The applicant, Mr. Gafgen, killed an eleven-year-old boy and hid his corpse. The applicant was brought in police station for questioning where he was threatened with considerable pain if he did not disclose the location of the victim. As a result the applicant disclosed the location of the victim’s body. At the location the police obtained additional evidence such as tyre tracks of his car. In the subsequent criminal proceedings, the German courts excluded his confessions made during the investigation from the evidence since they had been obtained under duress in violation of Article 3 of the Convention. The conviction was based on applicant’s confession made during the trial supported by the evidence from the crime scene.
Mr.Gafgen argued that the admission and use of evidence obtained as a result of his earlier confession violated his right to a fair trial.
The Court reiterated that while Article 6 guarantees the right to a fair hearing, it does not lay down any rules on the admissibility of evidence as such, which is primarily a matter for regulation under national law. The Court’s task is to determine whether the proceedings as a whole are fair. In this regard the Court has to establish whether the rights of the defence have been respected, in particular whether the applicant was given an opportunity to challenge the authenticity of the evidence and to oppose its use. The quality of the evidence must also be taken into consideration.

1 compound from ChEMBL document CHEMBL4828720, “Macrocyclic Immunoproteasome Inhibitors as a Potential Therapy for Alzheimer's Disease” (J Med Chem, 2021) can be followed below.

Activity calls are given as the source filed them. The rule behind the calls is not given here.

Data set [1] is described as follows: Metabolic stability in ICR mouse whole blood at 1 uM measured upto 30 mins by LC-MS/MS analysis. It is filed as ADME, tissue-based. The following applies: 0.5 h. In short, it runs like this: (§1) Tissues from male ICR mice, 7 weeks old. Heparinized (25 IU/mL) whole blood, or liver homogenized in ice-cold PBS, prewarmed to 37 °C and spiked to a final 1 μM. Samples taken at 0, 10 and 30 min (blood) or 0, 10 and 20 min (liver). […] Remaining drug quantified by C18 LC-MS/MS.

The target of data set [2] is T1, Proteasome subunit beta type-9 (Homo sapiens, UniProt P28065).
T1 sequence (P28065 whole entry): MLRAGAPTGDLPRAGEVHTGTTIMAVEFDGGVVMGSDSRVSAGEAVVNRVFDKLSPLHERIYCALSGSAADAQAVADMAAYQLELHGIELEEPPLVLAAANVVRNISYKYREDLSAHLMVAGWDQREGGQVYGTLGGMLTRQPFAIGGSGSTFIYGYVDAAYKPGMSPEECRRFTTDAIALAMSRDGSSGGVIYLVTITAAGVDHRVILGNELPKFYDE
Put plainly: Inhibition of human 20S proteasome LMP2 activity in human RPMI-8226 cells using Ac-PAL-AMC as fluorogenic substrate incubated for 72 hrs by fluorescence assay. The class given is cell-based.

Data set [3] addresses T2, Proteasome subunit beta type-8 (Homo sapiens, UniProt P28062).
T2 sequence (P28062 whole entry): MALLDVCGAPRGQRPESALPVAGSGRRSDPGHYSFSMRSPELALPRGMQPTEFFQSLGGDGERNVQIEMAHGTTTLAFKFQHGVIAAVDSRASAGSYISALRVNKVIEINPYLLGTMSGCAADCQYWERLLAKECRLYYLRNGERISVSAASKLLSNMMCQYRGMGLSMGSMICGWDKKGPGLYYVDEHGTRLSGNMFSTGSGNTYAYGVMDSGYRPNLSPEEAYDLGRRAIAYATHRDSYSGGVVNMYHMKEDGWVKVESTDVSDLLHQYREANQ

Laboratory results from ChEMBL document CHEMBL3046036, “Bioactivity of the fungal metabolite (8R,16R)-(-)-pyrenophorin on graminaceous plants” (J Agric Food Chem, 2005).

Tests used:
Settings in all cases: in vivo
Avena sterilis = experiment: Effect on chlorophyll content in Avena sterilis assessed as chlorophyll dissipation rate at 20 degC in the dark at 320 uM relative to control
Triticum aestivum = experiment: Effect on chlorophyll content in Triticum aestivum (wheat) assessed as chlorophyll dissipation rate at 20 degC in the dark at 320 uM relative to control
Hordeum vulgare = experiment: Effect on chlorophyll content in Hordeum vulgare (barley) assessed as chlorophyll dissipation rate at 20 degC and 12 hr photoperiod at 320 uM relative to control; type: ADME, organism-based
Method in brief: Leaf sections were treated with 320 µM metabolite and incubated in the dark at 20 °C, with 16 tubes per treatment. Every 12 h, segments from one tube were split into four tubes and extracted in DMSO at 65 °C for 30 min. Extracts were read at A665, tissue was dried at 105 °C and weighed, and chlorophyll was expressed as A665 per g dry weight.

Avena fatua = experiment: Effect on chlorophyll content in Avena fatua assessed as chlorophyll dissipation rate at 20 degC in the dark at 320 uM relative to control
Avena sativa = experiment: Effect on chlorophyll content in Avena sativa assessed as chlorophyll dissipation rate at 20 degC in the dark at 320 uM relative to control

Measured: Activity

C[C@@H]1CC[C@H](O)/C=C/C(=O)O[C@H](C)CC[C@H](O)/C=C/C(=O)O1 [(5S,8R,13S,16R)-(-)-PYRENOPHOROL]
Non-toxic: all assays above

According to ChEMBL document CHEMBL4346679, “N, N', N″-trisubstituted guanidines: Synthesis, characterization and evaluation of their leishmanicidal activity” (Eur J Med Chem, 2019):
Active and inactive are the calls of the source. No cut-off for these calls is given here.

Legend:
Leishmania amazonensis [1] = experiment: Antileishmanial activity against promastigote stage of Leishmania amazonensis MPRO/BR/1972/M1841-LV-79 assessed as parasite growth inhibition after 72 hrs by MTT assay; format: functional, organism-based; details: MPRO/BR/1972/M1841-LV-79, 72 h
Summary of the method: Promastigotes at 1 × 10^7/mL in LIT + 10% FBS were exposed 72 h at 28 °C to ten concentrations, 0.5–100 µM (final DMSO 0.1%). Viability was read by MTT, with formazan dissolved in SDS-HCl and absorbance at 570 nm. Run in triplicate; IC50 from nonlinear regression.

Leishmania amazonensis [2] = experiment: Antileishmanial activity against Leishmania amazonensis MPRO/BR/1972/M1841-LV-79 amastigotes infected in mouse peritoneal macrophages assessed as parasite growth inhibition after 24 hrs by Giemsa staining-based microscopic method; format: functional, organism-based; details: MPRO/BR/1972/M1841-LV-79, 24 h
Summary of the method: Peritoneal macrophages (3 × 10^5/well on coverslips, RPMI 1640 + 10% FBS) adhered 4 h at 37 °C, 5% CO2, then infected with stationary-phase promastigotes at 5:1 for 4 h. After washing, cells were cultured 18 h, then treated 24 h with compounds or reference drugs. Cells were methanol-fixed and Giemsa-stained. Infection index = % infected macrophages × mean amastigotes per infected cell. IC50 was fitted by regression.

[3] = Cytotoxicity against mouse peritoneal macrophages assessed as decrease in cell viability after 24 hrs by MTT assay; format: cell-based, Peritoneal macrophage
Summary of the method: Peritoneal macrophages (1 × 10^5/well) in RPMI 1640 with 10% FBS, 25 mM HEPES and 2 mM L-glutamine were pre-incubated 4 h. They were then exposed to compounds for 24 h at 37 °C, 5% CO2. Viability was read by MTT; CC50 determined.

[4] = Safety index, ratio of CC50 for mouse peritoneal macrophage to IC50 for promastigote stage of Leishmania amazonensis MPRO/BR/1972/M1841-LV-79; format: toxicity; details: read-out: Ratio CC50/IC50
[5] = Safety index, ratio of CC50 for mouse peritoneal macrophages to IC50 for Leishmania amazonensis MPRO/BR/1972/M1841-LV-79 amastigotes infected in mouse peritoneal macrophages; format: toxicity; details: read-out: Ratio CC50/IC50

Particular considerations apply in respect of the use in criminal proceedings of evidence obtained in breach of Article 3. The use of evidence, secured as a result of a violation of one of the core and absolute rights guaranteed by the Convention, always raises serious issues as to the fairness of the proceedings, even if the admission of such evidence was not decisive in securing a conviction. As a rule, Article 6 requires that real evidence obtained indirectly from use of methods in breach of Article 3, are excluded from trial. However, the Court considered that both a criminal trial’s fairness and the effective protection of the absolute prohibition under Article 3 in that context are only at stake if it has been shown that the breach of Article 3 had an impact on the defendant’s conviction or sentence.
In the case at hand the national courts had excluded the applicant’s earlier confession from the evidence clearly informing the applicant that they will not be used against him. The confession made during the trial was made freely and out of remorse. In addition the real evidence obtained at the crime site had not been used to prove the applicant’s guilt, but to corroborate his confession made during the trial. Therefore the Court found no violation of the applicant’s right to a fair trial.